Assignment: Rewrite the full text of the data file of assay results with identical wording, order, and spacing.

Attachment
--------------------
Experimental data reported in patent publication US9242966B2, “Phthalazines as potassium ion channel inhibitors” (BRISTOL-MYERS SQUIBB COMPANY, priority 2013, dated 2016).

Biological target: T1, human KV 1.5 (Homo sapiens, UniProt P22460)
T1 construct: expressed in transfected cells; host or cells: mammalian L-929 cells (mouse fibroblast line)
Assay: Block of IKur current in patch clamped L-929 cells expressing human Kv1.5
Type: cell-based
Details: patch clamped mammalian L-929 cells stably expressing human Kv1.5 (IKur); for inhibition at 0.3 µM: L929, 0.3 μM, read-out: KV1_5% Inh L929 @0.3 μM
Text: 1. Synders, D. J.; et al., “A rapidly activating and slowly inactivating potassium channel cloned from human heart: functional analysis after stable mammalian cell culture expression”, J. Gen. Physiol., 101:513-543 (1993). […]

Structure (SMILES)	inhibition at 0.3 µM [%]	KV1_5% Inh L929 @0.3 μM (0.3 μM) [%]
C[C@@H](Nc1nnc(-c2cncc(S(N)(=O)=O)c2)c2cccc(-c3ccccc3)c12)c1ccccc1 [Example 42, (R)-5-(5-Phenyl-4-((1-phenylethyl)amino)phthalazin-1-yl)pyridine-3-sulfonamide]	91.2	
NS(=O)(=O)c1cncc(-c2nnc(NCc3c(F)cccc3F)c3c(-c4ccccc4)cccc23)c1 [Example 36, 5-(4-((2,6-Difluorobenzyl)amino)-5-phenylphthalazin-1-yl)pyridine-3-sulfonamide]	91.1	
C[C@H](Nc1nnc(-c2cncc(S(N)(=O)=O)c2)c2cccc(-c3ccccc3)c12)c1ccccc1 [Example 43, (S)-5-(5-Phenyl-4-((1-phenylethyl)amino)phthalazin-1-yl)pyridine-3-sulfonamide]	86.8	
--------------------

Experimental data reported in patent publication US9242966B2, “Phthalazines as potassium ion channel inhibitors” (BRISTOL-MYERS SQUIBB COMPANY, priority 2013, dated 2016).

Biological target: T1, human KV 1.5 (Homo sapiens, UniProt P22460)
T1 construct: expressed in transfected cells; host or cells: mammalian L-929 cells (mouse fibroblast line)
Assay: Block of IKur current in patch clamped L-929 cells expressing human Kv1.5
Type: cell-based
Details: patch clamped mammalian L-929 cells stably expressing human Kv1.5 (IKur); for inhibition at 0.3 µM: L929, 0.3 μM, read-out: KV1_5% Inh L929 @0.3 μM
Text: 1. Synders, D. J.; et al., “A rapidly activating and slowly inactivating potassium channel cloned from human heart: functional analysis after stable mammalian cell culture expression”, J. Gen. Physiol., 101:513-543 (1993). […]

Structure (SMILES)	inhibition at 0.3 µM [%]	KV1_5% Inh L929 @0.3 μM (0.3 μM) [%]
C[C@@H](Nc1nnc(-c2cncc(S(N)(=O)=O)c2)c2cccc(-c3ccccc3)c12)c1ccccc1 [Example 42, (R)-5-(5-Phenyl-4-((1-phenylethyl)amino)phthalazin-1-yl)pyridine-3-sulfonamide]	91.2	
NS(=O)(=O)c1cncc(-c2nnc(NCc3c(F)cccc3F)c3c(-c4ccccc4)cccc23)c1 [Example 36, 5-(4-((2,6-Difluorobenzyl)amino)-5-phenylphthalazin-1-yl)pyridine-3-sulfonamide]	91.1	
C[C@H](Nc1nnc(-c2cncc(S(N)(=O)=O)c2)c2cccc(-c3ccccc3)c12)c1ccccc1 [Example 43, (S)-5-(5-Phenyl-4-((1-phenylethyl)amino)phthalazin-1-yl)pyridine-3-sulfonamide]	86.8	